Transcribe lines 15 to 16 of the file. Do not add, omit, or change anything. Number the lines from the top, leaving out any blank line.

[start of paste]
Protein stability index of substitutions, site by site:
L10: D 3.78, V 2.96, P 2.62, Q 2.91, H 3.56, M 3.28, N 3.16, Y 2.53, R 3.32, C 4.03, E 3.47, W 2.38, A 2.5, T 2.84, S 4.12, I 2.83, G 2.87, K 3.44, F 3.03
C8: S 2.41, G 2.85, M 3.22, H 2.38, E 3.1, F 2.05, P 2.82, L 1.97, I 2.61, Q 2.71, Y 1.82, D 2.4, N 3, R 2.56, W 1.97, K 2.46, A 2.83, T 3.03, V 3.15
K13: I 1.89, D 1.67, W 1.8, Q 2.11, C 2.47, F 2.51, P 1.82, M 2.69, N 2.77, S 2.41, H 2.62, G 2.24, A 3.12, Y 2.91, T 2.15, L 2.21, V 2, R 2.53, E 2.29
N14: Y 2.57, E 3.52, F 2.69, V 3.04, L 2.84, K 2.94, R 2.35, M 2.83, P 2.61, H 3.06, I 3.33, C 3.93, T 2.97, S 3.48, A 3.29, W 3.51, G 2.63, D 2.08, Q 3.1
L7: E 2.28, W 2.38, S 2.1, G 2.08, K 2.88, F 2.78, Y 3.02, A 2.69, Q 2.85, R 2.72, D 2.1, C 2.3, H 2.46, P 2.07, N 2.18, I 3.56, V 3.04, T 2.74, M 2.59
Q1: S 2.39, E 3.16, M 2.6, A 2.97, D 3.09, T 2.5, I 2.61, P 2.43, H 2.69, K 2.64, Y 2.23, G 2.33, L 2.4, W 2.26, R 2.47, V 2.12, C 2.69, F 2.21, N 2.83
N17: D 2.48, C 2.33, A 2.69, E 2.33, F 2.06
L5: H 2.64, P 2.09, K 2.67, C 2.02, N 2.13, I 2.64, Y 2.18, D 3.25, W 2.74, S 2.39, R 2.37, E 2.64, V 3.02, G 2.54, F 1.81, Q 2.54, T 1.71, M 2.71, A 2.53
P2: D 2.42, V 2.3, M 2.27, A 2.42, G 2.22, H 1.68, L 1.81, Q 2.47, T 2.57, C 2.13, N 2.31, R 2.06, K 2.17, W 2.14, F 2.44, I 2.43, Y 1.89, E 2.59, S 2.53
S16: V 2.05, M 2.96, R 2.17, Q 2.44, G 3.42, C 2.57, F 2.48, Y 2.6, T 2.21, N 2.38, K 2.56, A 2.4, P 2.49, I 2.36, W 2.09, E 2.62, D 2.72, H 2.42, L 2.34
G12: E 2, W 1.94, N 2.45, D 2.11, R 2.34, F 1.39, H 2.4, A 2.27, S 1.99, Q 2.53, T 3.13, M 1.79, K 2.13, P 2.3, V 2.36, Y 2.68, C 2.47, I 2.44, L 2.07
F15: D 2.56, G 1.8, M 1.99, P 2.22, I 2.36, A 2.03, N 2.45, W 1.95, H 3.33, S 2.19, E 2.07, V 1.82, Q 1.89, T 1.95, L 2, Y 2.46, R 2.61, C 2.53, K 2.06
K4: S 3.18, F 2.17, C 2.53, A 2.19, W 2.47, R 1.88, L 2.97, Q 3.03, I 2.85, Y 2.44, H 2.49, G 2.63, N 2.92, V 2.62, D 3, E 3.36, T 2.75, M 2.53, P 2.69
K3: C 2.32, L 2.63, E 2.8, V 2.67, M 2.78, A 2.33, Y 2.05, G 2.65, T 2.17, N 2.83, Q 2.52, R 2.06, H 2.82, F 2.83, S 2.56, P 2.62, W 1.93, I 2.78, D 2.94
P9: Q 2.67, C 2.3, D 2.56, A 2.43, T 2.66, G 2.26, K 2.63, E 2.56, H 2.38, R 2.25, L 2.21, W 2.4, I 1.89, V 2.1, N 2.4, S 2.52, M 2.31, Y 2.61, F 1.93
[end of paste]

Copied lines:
K3: C 2.32, L 2.63, E 2.8, V 2.67, M 2.78, A 2.33, Y 2.05, G 2.65, T 2.17, N 2.83, Q 2.52, R 2.06, H 2.82, F 2.83, S 2.56, P 2.62, W 1.93, I 2.78, D 2.94
P9: Q 2.67, C 2.3, D 2.56, A 2.43, T 2.66, G 2.26, K 2.63, E 2.56, H 2.38, R 2.25, L 2.21, W 2.4, I 1.89, V 2.1, N 2.4, S 2.52, M 2.31, Y 2.61, F 1.93